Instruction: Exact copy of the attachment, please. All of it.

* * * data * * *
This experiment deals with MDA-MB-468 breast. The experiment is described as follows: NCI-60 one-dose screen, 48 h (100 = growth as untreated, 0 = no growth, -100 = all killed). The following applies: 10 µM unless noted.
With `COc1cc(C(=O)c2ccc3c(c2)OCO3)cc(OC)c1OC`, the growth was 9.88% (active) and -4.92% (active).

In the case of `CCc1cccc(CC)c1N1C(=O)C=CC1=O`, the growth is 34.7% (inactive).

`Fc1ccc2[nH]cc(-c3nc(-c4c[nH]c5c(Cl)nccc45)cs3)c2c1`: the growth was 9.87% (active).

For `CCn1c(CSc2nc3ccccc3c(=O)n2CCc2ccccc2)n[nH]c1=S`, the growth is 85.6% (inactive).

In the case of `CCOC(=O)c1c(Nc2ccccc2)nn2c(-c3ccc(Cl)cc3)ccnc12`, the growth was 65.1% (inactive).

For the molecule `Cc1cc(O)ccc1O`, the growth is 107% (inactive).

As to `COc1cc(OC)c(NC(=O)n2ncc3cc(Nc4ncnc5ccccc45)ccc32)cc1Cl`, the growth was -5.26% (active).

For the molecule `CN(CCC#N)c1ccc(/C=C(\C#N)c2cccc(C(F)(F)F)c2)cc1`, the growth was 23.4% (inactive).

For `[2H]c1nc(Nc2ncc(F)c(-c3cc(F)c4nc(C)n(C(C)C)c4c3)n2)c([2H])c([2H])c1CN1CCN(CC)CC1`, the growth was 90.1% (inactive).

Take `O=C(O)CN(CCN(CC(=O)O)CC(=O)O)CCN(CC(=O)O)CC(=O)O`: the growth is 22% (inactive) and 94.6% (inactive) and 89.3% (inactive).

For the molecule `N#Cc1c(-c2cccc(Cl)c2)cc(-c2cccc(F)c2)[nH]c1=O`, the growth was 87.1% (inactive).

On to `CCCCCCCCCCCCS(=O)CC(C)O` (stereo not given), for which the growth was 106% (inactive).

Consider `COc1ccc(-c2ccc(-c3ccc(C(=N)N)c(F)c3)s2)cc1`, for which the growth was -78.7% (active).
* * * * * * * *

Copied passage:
This experiment deals with MDA-MB-468 breast. The experiment is described as follows: NCI-60 one-dose screen, 48 h (100 = growth as untreated, 0 = no growth, -100 = all killed). The following applies: 10 µM unless noted.
With `COc1cc(C(=O)c2ccc3c(c2)OCO3)cc(OC)c1OC`, the growth was 9.88% (active) and -4.92% (active).

In the case of `CCc1cccc(CC)c1N1C(=O)C=CC1=O`, the growth is 34.7% (inactive).

`Fc1ccc2[nH]cc(-c3nc(-c4c[nH]c5c(Cl)nccc45)cs3)c2c1`: the growth was 9.87% (active).

For `CCn1c(CSc2nc3ccccc3c(=O)n2CCc2ccccc2)n[nH]c1=S`, the growth is 85.6% (inactive).

In the case of `CCOC(=O)c1c(Nc2ccccc2)nn2c(-c3ccc(Cl)cc3)ccnc12`, the growth was 65.1% (inactive).

For the molecule `Cc1cc(O)ccc1O`, the growth is 107% (inactive).

As to `COc1cc(OC)c(NC(=O)n2ncc3cc(Nc4ncnc5ccccc45)ccc32)cc1Cl`, the growth was -5.26% (active).

For the molecule `CN(CCC#N)c1ccc(/C=C(\C#N)c2cccc(C(F)(F)F)c2)cc1`, the growth was 23.4% (inactive).

For `[2H]c1nc(Nc2ncc(F)c(-c3cc(F)c4nc(C)n(C(C)C)c4c3)n2)c([2H])c([2H])c1CN1CCN(CC)CC1`, the growth was 90.1% (inactive).

Take `O=C(O)CN(CCN(CC(=O)O)CC(=O)O)CCN(CC(=O)O)CC(=O)O`: the growth is 22% (inactive) and 94.6% (inactive) and 89.3% (inactive).

For the molecule `N#Cc1c(-c2cccc(Cl)c2)cc(-c2cccc(F)c2)[nH]c1=O`, the growth was 87.1% (inactive).

On to `CCCCCCCCCCCCS(=O)CC(C)O` (stereo not given), for which the growth was 106% (inactive).

Consider `COc1ccc(-c2ccc(-c3ccc(C(=N)N)c(F)c3)s2)cc1`, for which the growth was -78.7% (active).